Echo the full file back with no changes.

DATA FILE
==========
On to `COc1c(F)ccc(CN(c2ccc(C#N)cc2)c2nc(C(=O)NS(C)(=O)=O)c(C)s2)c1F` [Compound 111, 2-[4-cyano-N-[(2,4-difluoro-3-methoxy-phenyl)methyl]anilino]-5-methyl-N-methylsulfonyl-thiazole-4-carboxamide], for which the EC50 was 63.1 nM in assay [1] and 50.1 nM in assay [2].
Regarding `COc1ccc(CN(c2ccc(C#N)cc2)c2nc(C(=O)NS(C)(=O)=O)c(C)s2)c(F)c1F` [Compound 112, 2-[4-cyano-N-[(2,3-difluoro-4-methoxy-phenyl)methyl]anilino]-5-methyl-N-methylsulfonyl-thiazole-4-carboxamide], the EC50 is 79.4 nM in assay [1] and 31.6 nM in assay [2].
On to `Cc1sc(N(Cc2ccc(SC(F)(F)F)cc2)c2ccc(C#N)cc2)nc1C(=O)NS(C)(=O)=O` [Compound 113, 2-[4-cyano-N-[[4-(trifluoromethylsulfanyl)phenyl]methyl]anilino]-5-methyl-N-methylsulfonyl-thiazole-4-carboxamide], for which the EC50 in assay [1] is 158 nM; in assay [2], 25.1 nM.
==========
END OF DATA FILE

On to `COc1c(F)ccc(CN(c2ccc(C#N)cc2)c2nc(C(=O)NS(C)(=O)=O)c(C)s2)c1F` [Compound 111, 2-[4-cyano-N-[(2,4-difluoro-3-methoxy-phenyl)methyl]anilino]-5-methyl-N-methylsulfonyl-thiazole-4-carboxamide], for which the EC50 was 63.1 nM in assay [1] and 50.1 nM in assay [2].
Regarding `COc1ccc(CN(c2ccc(C#N)cc2)c2nc(C(=O)NS(C)(=O)=O)c(C)s2)c(F)c1F` [Compound 112, 2-[4-cyano-N-[(2,3-difluoro-4-methoxy-phenyl)methyl]anilino]-5-methyl-N-methylsulfonyl-thiazole-4-carboxamide], the EC50 is 79.4 nM in assay [1] and 31.6 nM in assay [2].
On to `Cc1sc(N(Cc2ccc(SC(F)(F)F)cc2)c2ccc(C#N)cc2)nc1C(=O)NS(C)(=O)=O` [Compound 113, 2-[4-cyano-N-[[4-(trifluoromethylsulfanyl)phenyl]methyl]anilino]-5-methyl-N-methylsulfonyl-thiazole-4-carboxamide], for which the EC50 in assay [1] is 158 nM; in assay [2], 25.1 nM.